Training Thoroughbreds

The Top Five Problems With Owning Racehorses

Posted by James Curtain on Sep 24, 2016 5:32:47 AM

As much as we love training and racing horses, there are some problems that are often encountered that owners should be aware of.  We believe that owners should fully understand the commitment that they are making at the outset, which includes all the great things to look forward to, as well as the range of problems that may arise.  Here are the top five problems, in our view:

  • Most thoroughbreds never actually make it to the races
  • Most of the horses that do race, never win a race
  • There are usually a lot of interruptions in preparing a horse to race
  • It can be difficult to know exactly what is happening with your horse
  • What to do with the horse at the end of its career
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Topics: Owners


Posted by James Curtain on Sep 3, 2016 5:37:03 AM

Successful Queensland stallion SEIDNAZAR will stand the 2016 breeding season at Old Boyneside at Kumbia in South East Queensland, Australia.

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Topics: Breeding, Stallions

What to look for in your next racehorse trainer

Posted by James Curtain on Jul 2, 2016 10:48:12 AM

What makes a good racehorse trainer, and how do you find one?

 The aim of racehorse owners is generally to have their horse well looked-after, to ensure it reaches its potential at the races, and to have fun in the process.

Good racehorse trainers possess a combination of skills and experience that enable them to consistently meet the goals of their owners.  Here are five things to look for in selecting your next racehorse trainer.

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Topics: Racing Industry, Racing Syndicates, Racehorse Shares

The Importance of Putting Racehorse Owners First

Posted by James Curtain on Jun 19, 2016 1:14:59 PM

Horse racing relies on racehorse owners.  Without owners there is no racing industry.  Recent cases involving egregious conduct on the part of trainers, such as those outlined by barrister Natalie Hickey, highlight the risk of trainers not valuing owners to the extent that they should.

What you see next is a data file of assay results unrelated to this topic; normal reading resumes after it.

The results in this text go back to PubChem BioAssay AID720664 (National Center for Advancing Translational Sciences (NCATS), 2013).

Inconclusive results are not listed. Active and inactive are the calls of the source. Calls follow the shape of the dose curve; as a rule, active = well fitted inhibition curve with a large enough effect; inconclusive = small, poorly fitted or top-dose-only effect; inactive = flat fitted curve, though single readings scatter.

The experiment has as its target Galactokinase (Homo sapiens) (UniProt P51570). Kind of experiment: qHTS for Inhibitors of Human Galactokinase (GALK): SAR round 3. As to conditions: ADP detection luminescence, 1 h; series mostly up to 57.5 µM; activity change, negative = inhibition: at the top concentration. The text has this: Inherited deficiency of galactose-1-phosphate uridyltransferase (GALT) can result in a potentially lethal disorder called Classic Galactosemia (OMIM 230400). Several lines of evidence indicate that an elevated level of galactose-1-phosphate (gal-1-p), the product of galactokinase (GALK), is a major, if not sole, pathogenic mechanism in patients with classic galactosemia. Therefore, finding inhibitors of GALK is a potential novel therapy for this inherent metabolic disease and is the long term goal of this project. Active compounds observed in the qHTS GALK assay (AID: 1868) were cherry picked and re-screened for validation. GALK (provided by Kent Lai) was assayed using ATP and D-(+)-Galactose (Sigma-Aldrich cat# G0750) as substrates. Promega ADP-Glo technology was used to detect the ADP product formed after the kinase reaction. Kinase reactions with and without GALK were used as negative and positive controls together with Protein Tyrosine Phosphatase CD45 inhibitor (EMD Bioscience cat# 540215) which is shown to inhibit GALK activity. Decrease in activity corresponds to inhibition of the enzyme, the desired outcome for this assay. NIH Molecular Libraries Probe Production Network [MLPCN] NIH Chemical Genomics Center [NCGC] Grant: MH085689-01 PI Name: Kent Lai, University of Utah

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Topics: Racing Industry, Owners

Three Things You Need to Know Before Buying A Racehorse

Posted by James Curtain on Jan 30, 2016 4:29:30 PM
Most racehorses never win a race.  Taking some time at the outset before committing to a horse can save a lot of money and heartache. Here are some pitfalls to avoid and tips to note when considering shares in racehorses or when buying a racehorse outright.
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Topics: Racing Industry, Racing Syndicates, Racehorse Shares

Stallion Fomalhaut Off to a Flying Start in Queensland

Posted by James Curtain on Jan 28, 2016 12:32:09 PM

French stakes peformer Fomalhaut (Spinning World/Coup de Folie) has kicked off his Queensland stud career in great fashion.

After several quiet years at stud in Victoria, Fomalhaut arrived in Queensland late in the 2015 season, covering just seven mares.  The change of scenery clearly suited the sire, with six of these mares now confirmed in foal.

Here's why you should book your mare in early to Fomalhaut for season 2016:

  • Fomalhaut comes from an incredibly successful international family.  His half-brother is Machiavellian!
  • Fomalhaut's fertility is proven 
  • With two stakes winners and a number of other stakes and metropolitan performers such as Just As Cosmic and Dr Dapper still racing, Fomalhaut has shown that he has what it takes to sire a good horse, without needing top mares
  • A consideration of Fomalhaut's race record, stud record and pedigree make him one of the best stallion choices standing in Queensland
  • At a service fee of just $2200 breeders can access international quality at a fraction of the usual cost.


Book Your Mare in NOW for Season 2016!


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Topics: Breeding, Stallions

The Fit Racehorse II - Tom Ivers

Posted by James Curtain on Jan 21, 2016 11:57:23 AM

The Fit Racehorse II (Tom Ivers)